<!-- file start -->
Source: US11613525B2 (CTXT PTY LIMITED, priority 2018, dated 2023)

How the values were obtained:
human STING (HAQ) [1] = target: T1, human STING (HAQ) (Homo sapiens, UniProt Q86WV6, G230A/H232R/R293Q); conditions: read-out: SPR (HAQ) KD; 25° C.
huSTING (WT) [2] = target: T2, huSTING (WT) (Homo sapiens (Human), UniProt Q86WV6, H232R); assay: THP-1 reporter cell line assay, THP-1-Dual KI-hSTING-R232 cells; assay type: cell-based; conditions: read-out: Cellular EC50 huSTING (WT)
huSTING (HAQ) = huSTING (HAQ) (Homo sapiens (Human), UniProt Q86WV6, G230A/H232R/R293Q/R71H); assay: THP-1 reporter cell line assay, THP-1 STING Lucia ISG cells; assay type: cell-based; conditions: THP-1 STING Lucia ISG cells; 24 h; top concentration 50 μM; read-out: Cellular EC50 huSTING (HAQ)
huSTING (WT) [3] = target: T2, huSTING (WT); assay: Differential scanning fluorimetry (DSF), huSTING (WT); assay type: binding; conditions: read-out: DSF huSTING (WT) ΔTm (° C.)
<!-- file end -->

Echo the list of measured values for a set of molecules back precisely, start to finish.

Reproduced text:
Source: US11613525B2 (CTXT PTY LIMITED, priority 2018, dated 2023)

How the values were obtained:
human STING (HAQ) [1] = target: T1, human STING (HAQ) (Homo sapiens, UniProt Q86WV6, G230A/H232R/R293Q); conditions: read-out: SPR (HAQ) KD; 25° C.
huSTING (WT) [2] = target: T2, huSTING (WT) (Homo sapiens (Human), UniProt Q86WV6, H232R); assay: THP-1 reporter cell line assay, THP-1-Dual KI-hSTING-R232 cells; assay type: cell-based; conditions: read-out: Cellular EC50 huSTING (WT)
huSTING (HAQ) = huSTING (HAQ) (Homo sapiens (Human), UniProt Q86WV6, G230A/H232R/R293Q/R71H); assay: THP-1 reporter cell line assay, THP-1 STING Lucia ISG cells; assay type: cell-based; conditions: THP-1 STING Lucia ISG cells; 24 h; top concentration 50 μM; read-out: Cellular EC50 huSTING (HAQ)
huSTING (WT) [3] = target: T2, huSTING (WT); assay: Differential scanning fluorimetry (DSF), huSTING (WT); assay type: binding; conditions: read-out: DSF huSTING (WT) ΔTm (° C.)